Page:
I chatted about this with a committee member from Syndromes Without A Name.
He said “Absolutely, it’s a massive issue.”
When he started the SWAN database had 400 names on it. He was the only male.
Taking initiative, he started calling through the database. Clearly those dad’s needed support too, but where were they?
A very delicate undertaking!
He recounted having to find the words to ask, “Where is the biological father, and would he mind if I reach out to him?”
We compared notes that almost as a rule, only special needs parents with a stable relationship attended parent dinners. Without the support at home, it was just too hard for them.
Luke and I knew we had to be proactive.
One thing I had learnt prior to this was:
“Find someone who has what you want and learn from them.”
I had plugged into a coach already for business and relationship skills.
In the last couple of years she started a marriage seminar called ‘Hot Marriage Secrets.’
What?!…A marriage seminar?!
Do those things even work?
Well I can only tell you what I learned. So here are the highlights:
- Make a commitment. Keep making it.
Making a commitment to attend something like this as a couple sends a message.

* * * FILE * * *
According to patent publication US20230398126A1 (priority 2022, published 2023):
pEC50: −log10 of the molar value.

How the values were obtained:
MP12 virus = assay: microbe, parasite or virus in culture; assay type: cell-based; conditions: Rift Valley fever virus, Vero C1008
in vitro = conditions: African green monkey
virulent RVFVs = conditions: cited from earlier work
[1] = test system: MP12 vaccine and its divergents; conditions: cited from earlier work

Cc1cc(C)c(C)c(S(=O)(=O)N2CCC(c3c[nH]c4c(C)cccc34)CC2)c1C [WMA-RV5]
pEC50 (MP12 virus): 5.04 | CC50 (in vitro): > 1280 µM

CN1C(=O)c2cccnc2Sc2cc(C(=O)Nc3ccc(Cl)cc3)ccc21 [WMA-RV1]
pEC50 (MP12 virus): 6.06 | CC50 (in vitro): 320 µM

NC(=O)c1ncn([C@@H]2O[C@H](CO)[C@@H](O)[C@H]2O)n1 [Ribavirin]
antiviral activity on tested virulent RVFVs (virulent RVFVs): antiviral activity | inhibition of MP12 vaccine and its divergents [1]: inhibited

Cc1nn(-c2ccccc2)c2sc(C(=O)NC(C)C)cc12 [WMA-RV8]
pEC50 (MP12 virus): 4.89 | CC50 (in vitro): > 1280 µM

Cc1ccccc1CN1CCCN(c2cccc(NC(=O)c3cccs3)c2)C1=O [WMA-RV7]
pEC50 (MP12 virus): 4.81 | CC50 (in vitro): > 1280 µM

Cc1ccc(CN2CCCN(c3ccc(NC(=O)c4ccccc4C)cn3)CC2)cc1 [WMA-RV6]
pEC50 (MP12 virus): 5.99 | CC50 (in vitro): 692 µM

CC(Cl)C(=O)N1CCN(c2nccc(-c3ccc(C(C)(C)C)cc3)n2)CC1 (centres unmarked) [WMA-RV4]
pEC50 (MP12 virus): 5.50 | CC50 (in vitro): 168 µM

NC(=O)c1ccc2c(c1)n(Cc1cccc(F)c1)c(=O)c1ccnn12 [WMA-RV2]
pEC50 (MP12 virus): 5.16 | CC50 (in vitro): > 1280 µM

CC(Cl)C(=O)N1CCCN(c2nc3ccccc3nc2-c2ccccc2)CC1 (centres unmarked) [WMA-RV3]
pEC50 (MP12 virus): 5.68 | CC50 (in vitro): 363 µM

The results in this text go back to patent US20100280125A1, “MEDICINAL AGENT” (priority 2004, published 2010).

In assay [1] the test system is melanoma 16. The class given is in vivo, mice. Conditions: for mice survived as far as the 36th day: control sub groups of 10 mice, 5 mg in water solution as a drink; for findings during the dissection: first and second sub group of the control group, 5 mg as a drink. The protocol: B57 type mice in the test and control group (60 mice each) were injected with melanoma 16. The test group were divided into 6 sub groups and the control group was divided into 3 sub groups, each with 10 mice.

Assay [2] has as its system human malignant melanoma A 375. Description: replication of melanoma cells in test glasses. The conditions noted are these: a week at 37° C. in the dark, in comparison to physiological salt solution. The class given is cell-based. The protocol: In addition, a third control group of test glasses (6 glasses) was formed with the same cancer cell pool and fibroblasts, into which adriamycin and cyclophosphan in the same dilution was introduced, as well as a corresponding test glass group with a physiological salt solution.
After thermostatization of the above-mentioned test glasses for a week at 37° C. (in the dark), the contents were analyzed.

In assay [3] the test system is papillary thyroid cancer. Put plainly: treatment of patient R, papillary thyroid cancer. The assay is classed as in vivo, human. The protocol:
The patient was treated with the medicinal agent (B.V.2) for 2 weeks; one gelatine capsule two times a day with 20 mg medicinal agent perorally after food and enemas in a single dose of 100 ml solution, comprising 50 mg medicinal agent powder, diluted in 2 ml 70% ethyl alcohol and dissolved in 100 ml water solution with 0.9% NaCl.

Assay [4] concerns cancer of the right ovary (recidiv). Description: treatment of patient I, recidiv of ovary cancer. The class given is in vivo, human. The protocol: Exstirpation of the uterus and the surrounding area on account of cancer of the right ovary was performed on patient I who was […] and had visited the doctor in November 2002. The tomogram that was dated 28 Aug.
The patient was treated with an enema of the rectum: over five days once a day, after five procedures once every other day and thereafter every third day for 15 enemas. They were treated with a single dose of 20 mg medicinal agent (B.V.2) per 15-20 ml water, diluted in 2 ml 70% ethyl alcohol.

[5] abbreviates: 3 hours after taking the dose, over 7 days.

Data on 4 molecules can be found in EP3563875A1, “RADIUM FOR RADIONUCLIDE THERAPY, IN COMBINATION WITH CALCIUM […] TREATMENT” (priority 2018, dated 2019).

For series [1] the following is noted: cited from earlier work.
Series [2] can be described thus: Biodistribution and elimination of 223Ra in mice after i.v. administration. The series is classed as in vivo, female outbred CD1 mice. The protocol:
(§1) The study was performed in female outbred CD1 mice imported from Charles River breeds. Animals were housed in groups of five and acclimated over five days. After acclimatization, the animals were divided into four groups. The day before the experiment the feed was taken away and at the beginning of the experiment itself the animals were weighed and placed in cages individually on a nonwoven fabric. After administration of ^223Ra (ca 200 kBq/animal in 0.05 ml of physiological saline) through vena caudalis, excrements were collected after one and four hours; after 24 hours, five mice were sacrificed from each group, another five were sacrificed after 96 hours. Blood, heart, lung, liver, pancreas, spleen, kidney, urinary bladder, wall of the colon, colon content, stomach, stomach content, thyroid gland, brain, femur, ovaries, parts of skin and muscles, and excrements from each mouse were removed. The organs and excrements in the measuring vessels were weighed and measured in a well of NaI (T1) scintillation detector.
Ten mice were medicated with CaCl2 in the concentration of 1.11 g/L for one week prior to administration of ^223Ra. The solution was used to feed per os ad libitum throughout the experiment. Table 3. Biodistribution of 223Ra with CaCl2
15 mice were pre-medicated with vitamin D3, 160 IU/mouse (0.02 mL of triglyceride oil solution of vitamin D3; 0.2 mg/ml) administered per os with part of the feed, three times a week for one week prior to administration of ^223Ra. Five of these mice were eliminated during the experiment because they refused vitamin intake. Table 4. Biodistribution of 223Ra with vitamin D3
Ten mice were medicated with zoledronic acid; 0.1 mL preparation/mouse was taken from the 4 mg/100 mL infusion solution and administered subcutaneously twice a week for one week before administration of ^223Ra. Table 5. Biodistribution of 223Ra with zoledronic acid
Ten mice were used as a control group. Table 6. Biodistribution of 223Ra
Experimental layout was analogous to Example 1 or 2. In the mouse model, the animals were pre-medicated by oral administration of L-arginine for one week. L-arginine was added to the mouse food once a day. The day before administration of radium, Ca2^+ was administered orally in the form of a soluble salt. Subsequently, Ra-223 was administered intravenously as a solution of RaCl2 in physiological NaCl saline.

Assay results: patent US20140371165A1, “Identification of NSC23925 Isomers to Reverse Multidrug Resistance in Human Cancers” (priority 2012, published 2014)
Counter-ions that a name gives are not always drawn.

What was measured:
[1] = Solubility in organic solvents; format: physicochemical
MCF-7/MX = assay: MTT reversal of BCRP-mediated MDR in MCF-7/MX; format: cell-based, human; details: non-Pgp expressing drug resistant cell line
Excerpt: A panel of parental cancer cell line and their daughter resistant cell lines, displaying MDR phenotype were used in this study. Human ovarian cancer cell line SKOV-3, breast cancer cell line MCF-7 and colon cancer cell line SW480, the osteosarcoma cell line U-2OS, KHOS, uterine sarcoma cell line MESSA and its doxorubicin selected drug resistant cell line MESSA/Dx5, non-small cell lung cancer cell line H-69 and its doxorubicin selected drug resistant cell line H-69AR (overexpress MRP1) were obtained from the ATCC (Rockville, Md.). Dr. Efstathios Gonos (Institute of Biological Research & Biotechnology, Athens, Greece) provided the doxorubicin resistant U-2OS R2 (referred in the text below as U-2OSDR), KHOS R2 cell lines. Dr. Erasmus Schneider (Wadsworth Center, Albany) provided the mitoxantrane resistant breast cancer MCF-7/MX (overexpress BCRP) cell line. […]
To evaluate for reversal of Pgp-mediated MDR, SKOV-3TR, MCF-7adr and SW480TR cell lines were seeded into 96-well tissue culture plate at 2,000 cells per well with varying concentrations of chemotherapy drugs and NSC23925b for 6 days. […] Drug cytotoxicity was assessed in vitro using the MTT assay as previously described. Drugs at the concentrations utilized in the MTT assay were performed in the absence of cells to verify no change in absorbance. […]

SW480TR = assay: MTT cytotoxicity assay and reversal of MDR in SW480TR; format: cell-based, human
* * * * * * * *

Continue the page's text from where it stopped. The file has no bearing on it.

“We are absolutely committed to a better marriage, to each other. It’s more important than the financial sacrifices, the time. Our relationship is more important than our child, even than our special needs child with a complex medical condition.”
Our Hot Marriage Secrets seminar was in Maui, Hawaii. It went for 3 days.
That message, making an actual commitment, that required sacrifice! That was the start of the journey, before we even went to the conference.
Our marriage was already feeling the benefits. Already getting hotter.
2. Priorities – Make your spouse a top priority.
We learned to recognise that being together, just the two of us, was a priority.
After a week or so in hospital, we noticed tempers fraying, the strain showing.e.
We hadn’t spent time under the same roof in a while.
So we would call someone to do a pick-up and drop off. They would take charge of the other two children, while Luke and I sat together, and had dinner.